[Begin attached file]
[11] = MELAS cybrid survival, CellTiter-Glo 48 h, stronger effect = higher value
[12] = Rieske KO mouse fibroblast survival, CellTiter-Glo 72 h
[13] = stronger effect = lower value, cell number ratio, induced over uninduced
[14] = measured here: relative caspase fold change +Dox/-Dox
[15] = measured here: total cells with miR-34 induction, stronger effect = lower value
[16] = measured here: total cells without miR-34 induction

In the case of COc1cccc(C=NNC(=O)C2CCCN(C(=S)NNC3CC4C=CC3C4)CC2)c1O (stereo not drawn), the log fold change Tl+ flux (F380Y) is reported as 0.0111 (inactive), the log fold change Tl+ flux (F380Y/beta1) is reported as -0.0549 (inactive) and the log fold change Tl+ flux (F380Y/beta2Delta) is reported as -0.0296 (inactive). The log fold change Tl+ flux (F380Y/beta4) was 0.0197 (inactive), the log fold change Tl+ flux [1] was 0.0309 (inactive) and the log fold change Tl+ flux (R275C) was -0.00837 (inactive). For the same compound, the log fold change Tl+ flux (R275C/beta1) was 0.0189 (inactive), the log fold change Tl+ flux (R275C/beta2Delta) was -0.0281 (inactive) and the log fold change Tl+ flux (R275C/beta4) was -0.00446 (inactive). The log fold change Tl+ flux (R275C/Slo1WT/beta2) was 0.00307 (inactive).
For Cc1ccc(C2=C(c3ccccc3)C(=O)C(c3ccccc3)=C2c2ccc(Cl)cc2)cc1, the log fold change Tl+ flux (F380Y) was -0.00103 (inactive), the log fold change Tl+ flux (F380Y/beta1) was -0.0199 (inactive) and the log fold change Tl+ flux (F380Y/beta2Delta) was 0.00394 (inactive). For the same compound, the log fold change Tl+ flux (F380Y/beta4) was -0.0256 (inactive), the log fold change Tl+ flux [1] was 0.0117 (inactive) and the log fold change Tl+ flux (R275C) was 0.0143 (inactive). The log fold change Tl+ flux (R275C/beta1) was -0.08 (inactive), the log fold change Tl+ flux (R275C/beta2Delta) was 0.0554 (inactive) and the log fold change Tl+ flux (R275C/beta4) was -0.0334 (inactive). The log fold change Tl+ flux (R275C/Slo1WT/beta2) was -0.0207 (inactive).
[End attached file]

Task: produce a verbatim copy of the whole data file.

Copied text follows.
[11] = MELAS cybrid survival, CellTiter-Glo 48 h, stronger effect = higher value
[12] = Rieske KO mouse fibroblast survival, CellTiter-Glo 72 h
[13] = stronger effect = lower value, cell number ratio, induced over uninduced
[14] = measured here: relative caspase fold change +Dox/-Dox
[15] = measured here: total cells with miR-34 induction, stronger effect = lower value
[16] = measured here: total cells without miR-34 induction

In the case of COc1cccc(C=NNC(=O)C2CCCN(C(=S)NNC3CC4C=CC3C4)CC2)c1O (stereo not drawn), the log fold change Tl+ flux (F380Y) is reported as 0.0111 (inactive), the log fold change Tl+ flux (F380Y/beta1) is reported as -0.0549 (inactive) and the log fold change Tl+ flux (F380Y/beta2Delta) is reported as -0.0296 (inactive). The log fold change Tl+ flux (F380Y/beta4) was 0.0197 (inactive), the log fold change Tl+ flux [1] was 0.0309 (inactive) and the log fold change Tl+ flux (R275C) was -0.00837 (inactive). For the same compound, the log fold change Tl+ flux (R275C/beta1) was 0.0189 (inactive), the log fold change Tl+ flux (R275C/beta2Delta) was -0.0281 (inactive) and the log fold change Tl+ flux (R275C/beta4) was -0.00446 (inactive). The log fold change Tl+ flux (R275C/Slo1WT/beta2) was 0.00307 (inactive).
For Cc1ccc(C2=C(c3ccccc3)C(=O)C(c3ccccc3)=C2c2ccc(Cl)cc2)cc1, the log fold change Tl+ flux (F380Y) was -0.00103 (inactive), the log fold change Tl+ flux (F380Y/beta1) was -0.0199 (inactive) and the log fold change Tl+ flux (F380Y/beta2Delta) was 0.00394 (inactive). For the same compound, the log fold change Tl+ flux (F380Y/beta4) was -0.0256 (inactive), the log fold change Tl+ flux [1] was 0.0117 (inactive) and the log fold change Tl+ flux (R275C) was 0.0143 (inactive). The log fold change Tl+ flux (R275C/beta1) was -0.08 (inactive), the log fold change Tl+ flux (R275C/beta2Delta) was 0.0554 (inactive) and the log fold change Tl+ flux (R275C/beta4) was -0.0334 (inactive). The log fold change Tl+ flux (R275C/Slo1WT/beta2) was -0.0207 (inactive).